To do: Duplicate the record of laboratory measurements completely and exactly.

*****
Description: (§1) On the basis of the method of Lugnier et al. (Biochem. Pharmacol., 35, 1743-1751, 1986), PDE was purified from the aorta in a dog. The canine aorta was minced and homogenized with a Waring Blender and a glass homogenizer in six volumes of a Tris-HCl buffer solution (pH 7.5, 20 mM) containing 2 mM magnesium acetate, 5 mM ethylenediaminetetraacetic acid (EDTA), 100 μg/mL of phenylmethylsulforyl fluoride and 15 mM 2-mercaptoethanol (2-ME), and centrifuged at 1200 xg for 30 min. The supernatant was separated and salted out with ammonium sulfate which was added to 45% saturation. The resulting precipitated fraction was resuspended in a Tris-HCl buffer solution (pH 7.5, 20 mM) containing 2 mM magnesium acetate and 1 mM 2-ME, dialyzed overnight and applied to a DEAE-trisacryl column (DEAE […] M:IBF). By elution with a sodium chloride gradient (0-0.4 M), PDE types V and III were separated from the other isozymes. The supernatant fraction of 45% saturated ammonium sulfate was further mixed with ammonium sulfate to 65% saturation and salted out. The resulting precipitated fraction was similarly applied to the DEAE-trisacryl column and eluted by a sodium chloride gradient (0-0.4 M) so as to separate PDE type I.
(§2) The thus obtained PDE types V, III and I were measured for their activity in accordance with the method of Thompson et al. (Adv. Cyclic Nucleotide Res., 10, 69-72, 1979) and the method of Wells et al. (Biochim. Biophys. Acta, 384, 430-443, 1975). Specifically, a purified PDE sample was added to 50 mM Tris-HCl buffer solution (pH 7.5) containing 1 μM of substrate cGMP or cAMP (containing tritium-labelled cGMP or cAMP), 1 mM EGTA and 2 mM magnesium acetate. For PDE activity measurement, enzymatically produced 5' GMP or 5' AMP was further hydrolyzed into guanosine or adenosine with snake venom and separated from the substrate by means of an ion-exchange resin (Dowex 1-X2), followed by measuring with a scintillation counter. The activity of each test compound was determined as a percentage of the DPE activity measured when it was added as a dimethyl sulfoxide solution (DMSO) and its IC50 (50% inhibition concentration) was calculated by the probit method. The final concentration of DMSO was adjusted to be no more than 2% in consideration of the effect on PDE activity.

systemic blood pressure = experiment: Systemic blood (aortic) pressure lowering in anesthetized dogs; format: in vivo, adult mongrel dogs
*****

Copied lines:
Description: (§1) On the basis of the method of Lugnier et al. (Biochem. Pharmacol., 35, 1743-1751, 1986), PDE was purified from the aorta in a dog. The canine aorta was minced and homogenized with a Waring Blender and a glass homogenizer in six volumes of a Tris-HCl buffer solution (pH 7.5, 20 mM) containing 2 mM magnesium acetate, 5 mM ethylenediaminetetraacetic acid (EDTA), 100 μg/mL of phenylmethylsulforyl fluoride and 15 mM 2-mercaptoethanol (2-ME), and centrifuged at 1200 xg for 30 min. The supernatant was separated and salted out with ammonium sulfate which was added to 45% saturation. The resulting precipitated fraction was resuspended in a Tris-HCl buffer solution (pH 7.5, 20 mM) containing 2 mM magnesium acetate and 1 mM 2-ME, dialyzed overnight and applied to a DEAE-trisacryl column (DEAE […] M:IBF). By elution with a sodium chloride gradient (0-0.4 M), PDE types V and III were separated from the other isozymes. The supernatant fraction of 45% saturated ammonium sulfate was further mixed with ammonium sulfate to 65% saturation and salted out. The resulting precipitated fraction was similarly applied to the DEAE-trisacryl column and eluted by a sodium chloride gradient (0-0.4 M) so as to separate PDE type I.
(§2) The thus obtained PDE types V, III and I were measured for their activity in accordance with the method of Thompson et al. (Adv. Cyclic Nucleotide Res., 10, 69-72, 1979) and the method of Wells et al. (Biochim. Biophys. Acta, 384, 430-443, 1975). Specifically, a purified PDE sample was added to 50 mM Tris-HCl buffer solution (pH 7.5) containing 1 μM of substrate cGMP or cAMP (containing tritium-labelled cGMP or cAMP), 1 mM EGTA and 2 mM magnesium acetate. For PDE activity measurement, enzymatically produced 5' GMP or 5' AMP was further hydrolyzed into guanosine or adenosine with snake venom and separated from the substrate by means of an ion-exchange resin (Dowex 1-X2), followed by measuring with a scintillation counter. The activity of each test compound was determined as a percentage of the DPE activity measured when it was added as a dimethyl sulfoxide solution (DMSO) and its IC50 (50% inhibition concentration) was calculated by the probit method. The final concentration of DMSO was adjusted to be no more than 2% in consideration of the effect on PDE activity.

systemic blood pressure = experiment: Systemic blood (aortic) pressure lowering in anesthetized dogs; format: in vivo, adult mongrel dogs